Simon Cooksey

Research Associate

I study modern multi-processor computers to understand the behaviours admitted by their complex micro-architectural designs. My research has focussed particularly on so-called weak memory behaviours, which are exhibited on machines that allow out-of-order execution and caching.

These intricate behaviours present challenges for programmer reasoning. Formal models help to clarify precisely what is allowed, and my tools bridge the gap between mathematical formalisation and programmer intuition about computer behaviour. My tools make these formal models executable. This informs the development of the model by allowing quick refinement of definitions, and also permits a programmer to probe the behaviour of a model to grasp the precise meaning of a given program.

These models stand as cutting edge specifications for verification of concurrent programs executing on modern high-performance hardware.

Research Associate

I am in the process of writing-up my thesis, meanwhile I am also working on the CAPC research programme, funded by the UKRI investigation into Digital Security by Design.

I am open to industrial collaboration investigating weak memory behaviours and the semantics of compiler optimised programs. I am happy to work on an ad-hoc contractor basis, or as part of a traditionally funded research program, please get in touch.


I am a PhD candidate in the Programming Languages and Systems group at the University of Kent. I work with Mark Batty researching weak memory behaviours and compiler verification. My academic profile page is here.

In June 2020 I received the Kent Postgraduate Prize, recognising the impact of my research.


Modular Relaxed Dependencies

Modular Relaxed Dependencies (MRD) is a denotational semantics for weak memory consistency in C and C++. As well as helping to define the denotation, I built an evaluation tool (MRDer) in OCaml to enable fast calculation of the semantics against a corpus of litmus tests. Further, I proved meta-theoretic properties about the semantics with respect to industry standard models of C/C++.

Modular Relaxed Dependencies in Weak Memory Concurrency. To appear, ESOP 2020.
Marco Paviotti, Simon Cooksey, Anouk Paradis, Daniel Wright, Scott Owens, Mark Batty
  booktitle="Programming Languages and Systems",
  editor="M{\"u}ller, Peter",
  publisher="Springer International Publishing",
P1780R0: Modular Relaxed Dependencies: A new approach to the Out-Of-Thin-Air Problem. ISO/IEC JTC1/SC22/WG21.
Mark Batty, Simon Cooksey, Scott Owens, Anouk Paradis, Marco Paviotti, Daniel Wright
Online working document
  author="Batty, Mark and Cooksey, Simon and Owens, Scott and Paradis, Anouk and Paviotti, Marco and Wright, Daniel",
  title="Modular Relaxed Dependencies: A new approach to the Out-Of-Thin-Air Problem",
  institution="ISO/IEC JTC1/SC22/WG21",


PrideMM is a tool written in OCaml which provides an API for building Second Order logical formulae and uses this API to express memory models. We use cutting edge Quantified Boolean Formulae (QBF) solvers to efficiently simulate a new class of memory model which solve the thin-air problem. We encode the problems in a high-level second order logic giving us flexibility in problem expression. This then gets translated into a QBF model checking problem for a solver to efficiently execute.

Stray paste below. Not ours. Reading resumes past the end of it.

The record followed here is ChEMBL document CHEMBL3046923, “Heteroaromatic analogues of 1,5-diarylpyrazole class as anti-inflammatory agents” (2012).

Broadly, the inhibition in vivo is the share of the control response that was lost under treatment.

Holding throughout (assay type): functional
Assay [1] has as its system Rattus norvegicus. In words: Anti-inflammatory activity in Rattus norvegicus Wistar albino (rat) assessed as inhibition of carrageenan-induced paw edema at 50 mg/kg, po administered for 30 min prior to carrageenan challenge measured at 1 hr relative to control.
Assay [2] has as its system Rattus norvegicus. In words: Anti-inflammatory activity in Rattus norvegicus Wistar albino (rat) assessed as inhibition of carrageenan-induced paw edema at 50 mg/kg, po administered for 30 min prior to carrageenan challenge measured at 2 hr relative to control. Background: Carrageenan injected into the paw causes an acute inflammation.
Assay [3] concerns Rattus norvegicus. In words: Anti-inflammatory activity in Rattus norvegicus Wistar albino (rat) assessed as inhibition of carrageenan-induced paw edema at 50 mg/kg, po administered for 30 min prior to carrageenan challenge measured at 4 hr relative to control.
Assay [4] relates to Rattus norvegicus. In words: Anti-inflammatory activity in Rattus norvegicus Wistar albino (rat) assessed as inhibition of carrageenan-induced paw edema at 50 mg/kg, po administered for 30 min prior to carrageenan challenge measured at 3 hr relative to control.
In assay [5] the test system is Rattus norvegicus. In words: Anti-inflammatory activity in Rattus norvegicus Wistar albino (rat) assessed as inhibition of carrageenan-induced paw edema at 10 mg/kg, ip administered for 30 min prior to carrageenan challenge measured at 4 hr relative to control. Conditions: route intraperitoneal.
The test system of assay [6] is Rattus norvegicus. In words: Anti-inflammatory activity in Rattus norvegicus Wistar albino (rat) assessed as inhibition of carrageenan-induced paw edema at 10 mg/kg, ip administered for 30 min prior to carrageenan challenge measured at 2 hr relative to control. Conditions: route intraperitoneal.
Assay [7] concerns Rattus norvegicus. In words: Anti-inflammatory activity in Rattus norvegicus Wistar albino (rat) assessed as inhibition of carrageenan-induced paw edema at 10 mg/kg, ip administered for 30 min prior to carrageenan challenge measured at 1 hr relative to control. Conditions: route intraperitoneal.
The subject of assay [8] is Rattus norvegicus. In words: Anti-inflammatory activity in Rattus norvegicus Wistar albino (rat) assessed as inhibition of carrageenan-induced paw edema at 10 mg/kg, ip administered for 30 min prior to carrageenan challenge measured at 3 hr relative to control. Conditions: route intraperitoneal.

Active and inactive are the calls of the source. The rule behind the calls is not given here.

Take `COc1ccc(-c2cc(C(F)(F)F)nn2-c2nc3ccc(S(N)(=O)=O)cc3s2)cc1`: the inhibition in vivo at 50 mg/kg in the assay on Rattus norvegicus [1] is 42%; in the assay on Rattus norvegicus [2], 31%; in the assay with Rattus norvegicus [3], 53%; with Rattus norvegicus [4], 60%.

PrideMM: Second Order Model Checking for Memory Consistency Models. TAPAS 2019.
Simon Cooksey, Sarah Harris, Mary Batty, Radu Grigore, Mikoláš Janota
  author="Cooksey, Simon and Harris, Sarah and Batty, Mark and Grigore, Radu and Janota, Mikol\'{a}\v{s}",
  title="PrideMM: Second Order Model Checking for Memory Consistency Models",
  booktitle="10th Workshop on Tools for Automatic Program Analysis",


Fixing the thin-air problem: ISO dissemination
(VeTSS, 2020)

I am a named researcher and co-author of a VeTSS grant of £60,455 to persue futher integration of MRD into the ISO C++ Standard. This grant funds travel to ISO meetings, and research time for me to prepare papers ahead of these meetings.

CAPC: Capability C semantics, tools and reasoning
(Digital Security by Design, 2020)

I am a named researcher and co-author of a Digital Security by Design grant of £596,634. This is a longer term project to build verified concurrent libraries for the CHERI platform. CHERI is an interesting extension to ARM where memory accesses are tagged with capabilities to keep code secure.

Industrial Experience


As an intern at NVIDIA I extended the Memory Consistency Model for NVIDIA’s virtual instruction set (PTX) to support "memory views". This enables writing well defined programs which mix generic load and store operations with specialised load and store operations for texture, surface and constant accesses.


I worked for the Bristol based semiconductor company XMOS. XMOS produce a line of multi-core embedded processors called the xCORE. I built tools and applications for the platform, including a port of an MP3 library, lib_mp3 and adaptations to their debugging toolchain to enable remote debugging of hardware targets over the network, and to allow interfacing the debugger with a fast simulator.


I graduated from the University of Kent with a First in Computer Science with a Year in Industry.


I was the president of TinkerSoc, a society dedicated to making things, particularly electronics.


You can contact me via email, I use PGP, so if that floats your boat: my PGP fingerprint is 49BC 8FD6 E61B B9CA BA97 A33C 33AA 9C37 025D 2B62 and I have a keybase profile here.

My CV can be found here.